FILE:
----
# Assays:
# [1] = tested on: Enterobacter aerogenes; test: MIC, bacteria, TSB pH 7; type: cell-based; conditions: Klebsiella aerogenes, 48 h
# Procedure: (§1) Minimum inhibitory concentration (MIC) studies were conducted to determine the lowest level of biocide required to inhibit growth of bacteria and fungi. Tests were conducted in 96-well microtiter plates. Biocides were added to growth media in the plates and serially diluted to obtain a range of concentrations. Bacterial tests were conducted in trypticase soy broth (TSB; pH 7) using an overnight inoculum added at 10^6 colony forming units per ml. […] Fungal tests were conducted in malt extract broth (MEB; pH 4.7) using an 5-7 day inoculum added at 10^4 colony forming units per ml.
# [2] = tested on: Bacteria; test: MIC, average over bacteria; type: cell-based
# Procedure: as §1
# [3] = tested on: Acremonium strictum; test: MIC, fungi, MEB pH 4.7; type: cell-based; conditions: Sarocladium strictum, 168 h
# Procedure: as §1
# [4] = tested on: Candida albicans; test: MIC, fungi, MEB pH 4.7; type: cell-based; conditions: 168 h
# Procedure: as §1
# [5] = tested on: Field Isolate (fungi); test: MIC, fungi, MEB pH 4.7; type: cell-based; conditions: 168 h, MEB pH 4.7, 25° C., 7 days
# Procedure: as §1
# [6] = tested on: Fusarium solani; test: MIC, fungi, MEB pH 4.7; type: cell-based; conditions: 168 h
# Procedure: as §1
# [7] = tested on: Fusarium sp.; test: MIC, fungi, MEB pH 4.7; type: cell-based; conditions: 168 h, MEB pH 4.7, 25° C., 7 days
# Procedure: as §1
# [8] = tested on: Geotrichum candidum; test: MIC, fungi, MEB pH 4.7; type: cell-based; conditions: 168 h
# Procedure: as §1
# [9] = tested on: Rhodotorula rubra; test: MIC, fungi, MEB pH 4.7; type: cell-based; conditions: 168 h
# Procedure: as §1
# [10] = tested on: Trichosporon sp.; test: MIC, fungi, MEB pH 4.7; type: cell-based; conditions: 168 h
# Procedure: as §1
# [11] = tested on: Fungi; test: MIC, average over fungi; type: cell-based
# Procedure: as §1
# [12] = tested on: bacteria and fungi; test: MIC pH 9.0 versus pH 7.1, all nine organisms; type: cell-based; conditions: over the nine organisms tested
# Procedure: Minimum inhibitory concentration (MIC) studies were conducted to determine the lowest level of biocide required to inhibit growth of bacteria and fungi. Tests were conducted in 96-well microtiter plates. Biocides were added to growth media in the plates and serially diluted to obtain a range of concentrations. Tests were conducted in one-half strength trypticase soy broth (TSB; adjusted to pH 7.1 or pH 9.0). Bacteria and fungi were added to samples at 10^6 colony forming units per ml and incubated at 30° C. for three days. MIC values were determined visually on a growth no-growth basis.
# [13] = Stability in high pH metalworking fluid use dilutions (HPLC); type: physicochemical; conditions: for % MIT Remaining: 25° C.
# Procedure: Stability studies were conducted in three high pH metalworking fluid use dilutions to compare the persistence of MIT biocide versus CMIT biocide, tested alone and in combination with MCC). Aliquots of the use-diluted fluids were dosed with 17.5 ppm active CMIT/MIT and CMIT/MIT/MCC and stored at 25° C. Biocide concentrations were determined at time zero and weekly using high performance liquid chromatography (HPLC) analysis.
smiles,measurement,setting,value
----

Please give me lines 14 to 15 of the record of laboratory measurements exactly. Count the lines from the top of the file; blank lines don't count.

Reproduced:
# [7] = tested on: Fusarium sp.; test: MIC, fungi, MEB pH 4.7; type: cell-based; conditions: 168 h, MEB pH 4.7, 25° C., 7 days
# Procedure: as §1